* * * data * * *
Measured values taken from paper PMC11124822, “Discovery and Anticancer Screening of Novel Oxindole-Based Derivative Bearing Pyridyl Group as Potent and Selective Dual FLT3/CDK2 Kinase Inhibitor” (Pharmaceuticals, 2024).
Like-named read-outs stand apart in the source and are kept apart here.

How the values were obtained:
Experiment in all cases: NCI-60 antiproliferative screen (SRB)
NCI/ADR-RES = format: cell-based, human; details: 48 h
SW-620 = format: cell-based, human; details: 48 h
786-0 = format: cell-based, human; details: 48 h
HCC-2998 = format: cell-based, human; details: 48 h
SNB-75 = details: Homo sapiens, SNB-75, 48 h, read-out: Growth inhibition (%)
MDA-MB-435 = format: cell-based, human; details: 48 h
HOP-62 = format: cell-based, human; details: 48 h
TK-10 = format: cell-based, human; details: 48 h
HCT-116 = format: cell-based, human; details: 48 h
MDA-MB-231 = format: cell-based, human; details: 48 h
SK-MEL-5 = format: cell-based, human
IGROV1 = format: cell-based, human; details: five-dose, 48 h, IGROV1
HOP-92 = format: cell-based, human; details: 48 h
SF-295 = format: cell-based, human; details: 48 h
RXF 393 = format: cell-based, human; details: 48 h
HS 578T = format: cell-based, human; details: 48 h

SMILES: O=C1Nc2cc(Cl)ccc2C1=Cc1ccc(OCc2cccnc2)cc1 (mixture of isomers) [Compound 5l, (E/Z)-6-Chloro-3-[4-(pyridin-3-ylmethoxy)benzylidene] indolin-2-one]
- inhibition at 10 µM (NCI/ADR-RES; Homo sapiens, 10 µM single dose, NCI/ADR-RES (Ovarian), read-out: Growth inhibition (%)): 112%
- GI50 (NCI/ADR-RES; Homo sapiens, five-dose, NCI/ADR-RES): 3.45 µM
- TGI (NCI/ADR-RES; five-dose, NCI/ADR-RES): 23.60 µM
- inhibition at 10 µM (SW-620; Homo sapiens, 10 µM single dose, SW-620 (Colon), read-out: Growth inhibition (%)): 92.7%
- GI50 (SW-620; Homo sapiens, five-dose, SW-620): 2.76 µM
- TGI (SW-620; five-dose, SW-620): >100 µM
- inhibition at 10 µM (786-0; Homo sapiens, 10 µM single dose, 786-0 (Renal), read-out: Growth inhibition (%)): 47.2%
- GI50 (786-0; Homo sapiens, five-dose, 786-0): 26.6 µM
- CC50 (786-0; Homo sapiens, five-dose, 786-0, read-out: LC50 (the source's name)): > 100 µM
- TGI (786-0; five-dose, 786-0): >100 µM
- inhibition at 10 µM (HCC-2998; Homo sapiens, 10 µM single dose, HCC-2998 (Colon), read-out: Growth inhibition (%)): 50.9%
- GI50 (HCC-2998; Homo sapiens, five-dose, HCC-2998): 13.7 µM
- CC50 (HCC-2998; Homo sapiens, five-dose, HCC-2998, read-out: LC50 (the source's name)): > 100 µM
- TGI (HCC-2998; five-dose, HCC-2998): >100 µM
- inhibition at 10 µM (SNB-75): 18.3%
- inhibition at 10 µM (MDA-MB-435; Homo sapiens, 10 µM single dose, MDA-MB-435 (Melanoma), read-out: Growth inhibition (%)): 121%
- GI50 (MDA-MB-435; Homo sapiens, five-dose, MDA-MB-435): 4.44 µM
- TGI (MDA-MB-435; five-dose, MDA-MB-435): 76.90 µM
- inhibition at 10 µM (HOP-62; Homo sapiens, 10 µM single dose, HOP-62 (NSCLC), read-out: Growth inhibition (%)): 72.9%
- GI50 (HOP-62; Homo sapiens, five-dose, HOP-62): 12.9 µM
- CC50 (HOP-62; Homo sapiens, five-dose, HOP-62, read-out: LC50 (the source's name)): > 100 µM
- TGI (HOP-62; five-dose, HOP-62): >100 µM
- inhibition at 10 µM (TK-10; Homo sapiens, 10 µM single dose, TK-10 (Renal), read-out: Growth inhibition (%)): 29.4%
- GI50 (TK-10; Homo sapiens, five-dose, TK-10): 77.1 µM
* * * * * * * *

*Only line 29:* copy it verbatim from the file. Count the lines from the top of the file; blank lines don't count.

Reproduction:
- GI50 (786-0; Homo sapiens, five-dose, 786-0): 26.6 µM